2. A plebiscite will be held when it shall be found by the Commission that the cease-fire and truce arrangements set forth in Parts I and II of the Commission’s resolution of 13 August 1948 have been carried out and arrangements for the plebiscite have been completed;
(a) The Secretary-General of the United Nations will, in agreement with the Commission, nominate a Plebiscite Administrator who shall be a personality of high international standing and commanding general confidence. He will be formally appointed to office by the Government of Jammu and Kashmir.
(b) The Plebiscite Administrator shall derive from the State of Jammu and Kashmir the powers he considers necessary for organizing and conducting the plebiscite and for ensuring the freedom and impartiality of the plebiscite.
(c) The Plebiscite Administrator shall have authority to appoint such staff of assistants and observes as he may require.
(a) After implementation of Parts I and II of the Commission’s resolution of 13 August 1948, and when the Commission is satisfied that peaceful conditions have been restored in the State, the Commission and the Plebiscite Administrator will determine, in consultation with the Government of India, the final disposal of Indian and State armed forces, such disposal to be with due regard to the security of the State and the freedom of the plebiscite.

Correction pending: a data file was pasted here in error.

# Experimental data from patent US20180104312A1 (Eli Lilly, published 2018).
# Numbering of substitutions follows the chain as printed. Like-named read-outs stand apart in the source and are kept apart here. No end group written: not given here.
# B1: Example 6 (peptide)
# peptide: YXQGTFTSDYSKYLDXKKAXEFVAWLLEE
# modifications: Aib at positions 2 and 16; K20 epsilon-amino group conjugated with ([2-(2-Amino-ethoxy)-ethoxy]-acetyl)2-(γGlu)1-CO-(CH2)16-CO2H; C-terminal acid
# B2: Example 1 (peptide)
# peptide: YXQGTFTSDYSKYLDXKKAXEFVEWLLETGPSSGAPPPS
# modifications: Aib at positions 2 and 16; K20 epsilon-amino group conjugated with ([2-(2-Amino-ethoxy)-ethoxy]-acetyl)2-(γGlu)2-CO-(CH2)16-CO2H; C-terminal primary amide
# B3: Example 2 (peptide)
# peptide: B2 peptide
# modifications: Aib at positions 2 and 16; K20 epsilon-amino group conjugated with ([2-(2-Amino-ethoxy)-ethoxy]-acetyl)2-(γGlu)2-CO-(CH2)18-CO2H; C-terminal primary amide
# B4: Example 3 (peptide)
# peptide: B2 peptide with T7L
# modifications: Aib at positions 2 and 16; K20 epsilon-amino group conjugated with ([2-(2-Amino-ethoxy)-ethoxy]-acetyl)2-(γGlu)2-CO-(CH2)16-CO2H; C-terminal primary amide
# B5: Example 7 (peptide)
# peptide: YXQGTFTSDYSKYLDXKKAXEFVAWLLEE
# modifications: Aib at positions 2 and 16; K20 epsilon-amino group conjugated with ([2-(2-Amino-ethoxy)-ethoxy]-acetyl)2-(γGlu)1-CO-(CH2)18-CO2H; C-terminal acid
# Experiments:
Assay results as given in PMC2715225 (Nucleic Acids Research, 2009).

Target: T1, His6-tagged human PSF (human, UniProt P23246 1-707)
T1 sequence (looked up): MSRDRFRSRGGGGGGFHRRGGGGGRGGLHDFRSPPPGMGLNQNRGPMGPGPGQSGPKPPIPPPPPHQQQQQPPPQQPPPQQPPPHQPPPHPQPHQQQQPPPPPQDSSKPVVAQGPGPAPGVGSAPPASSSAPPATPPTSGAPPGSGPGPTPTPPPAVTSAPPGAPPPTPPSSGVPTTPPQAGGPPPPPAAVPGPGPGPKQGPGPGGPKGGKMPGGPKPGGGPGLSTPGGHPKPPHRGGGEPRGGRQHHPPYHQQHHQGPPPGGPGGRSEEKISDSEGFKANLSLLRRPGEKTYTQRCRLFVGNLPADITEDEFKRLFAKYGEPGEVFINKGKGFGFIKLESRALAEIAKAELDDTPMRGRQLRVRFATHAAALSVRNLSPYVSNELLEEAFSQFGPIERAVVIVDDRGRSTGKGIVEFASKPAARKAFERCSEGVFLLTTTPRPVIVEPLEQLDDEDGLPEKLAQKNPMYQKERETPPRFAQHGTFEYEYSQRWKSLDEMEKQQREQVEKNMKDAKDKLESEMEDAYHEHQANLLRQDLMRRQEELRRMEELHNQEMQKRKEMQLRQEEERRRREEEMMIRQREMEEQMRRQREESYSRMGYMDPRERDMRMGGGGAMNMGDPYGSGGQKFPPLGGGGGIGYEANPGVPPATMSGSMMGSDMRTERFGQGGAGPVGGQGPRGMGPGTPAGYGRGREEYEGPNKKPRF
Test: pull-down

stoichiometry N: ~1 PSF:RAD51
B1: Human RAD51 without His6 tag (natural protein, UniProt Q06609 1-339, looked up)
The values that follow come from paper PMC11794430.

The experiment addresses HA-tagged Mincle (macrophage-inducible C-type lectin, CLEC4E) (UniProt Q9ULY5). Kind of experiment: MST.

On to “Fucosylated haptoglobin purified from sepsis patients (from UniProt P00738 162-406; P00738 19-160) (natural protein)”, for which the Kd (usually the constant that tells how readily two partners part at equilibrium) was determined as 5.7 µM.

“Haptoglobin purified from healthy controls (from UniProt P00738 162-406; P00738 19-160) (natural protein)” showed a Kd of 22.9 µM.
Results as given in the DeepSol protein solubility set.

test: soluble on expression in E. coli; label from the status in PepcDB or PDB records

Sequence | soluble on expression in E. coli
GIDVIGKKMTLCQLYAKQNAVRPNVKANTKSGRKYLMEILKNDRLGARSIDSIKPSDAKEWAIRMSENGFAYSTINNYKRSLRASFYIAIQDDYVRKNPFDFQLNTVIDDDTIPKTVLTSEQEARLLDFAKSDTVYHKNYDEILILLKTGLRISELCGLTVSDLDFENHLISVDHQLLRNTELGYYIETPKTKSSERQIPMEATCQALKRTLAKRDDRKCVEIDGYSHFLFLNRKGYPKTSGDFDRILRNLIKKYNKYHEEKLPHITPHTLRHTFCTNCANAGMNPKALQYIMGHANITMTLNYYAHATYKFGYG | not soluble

(b) As regards the territory referred to in A.2 of Part II of the resolution of 13 August, final disposal of the armed forces in that territory will be determined by the Commission and the Plebiscite Administrator in consultation with the local authorities.
5. All civil and military authorities within the State and the principal political elements of the State will be required to co-operate with the Plebiscite Administrator in the preparation for the holding of the plebiscite.
(a) All citizens of the State who have left it on account of the disturbances will be invited and be free to return and to exercise all their rights as such citizens. For the purpose of facilitating repatriation there shall be appointed two Commissions, one composed of nominees of India and the other of nominees of Pakistan. The Commission shall operate under the direction of the Plebiscite Administrator. The Governments of India and Pakistan and all authorities within the State of Jammu and Kashmir will collaborate with the Plebiscite Administrator in putting this provision into effect.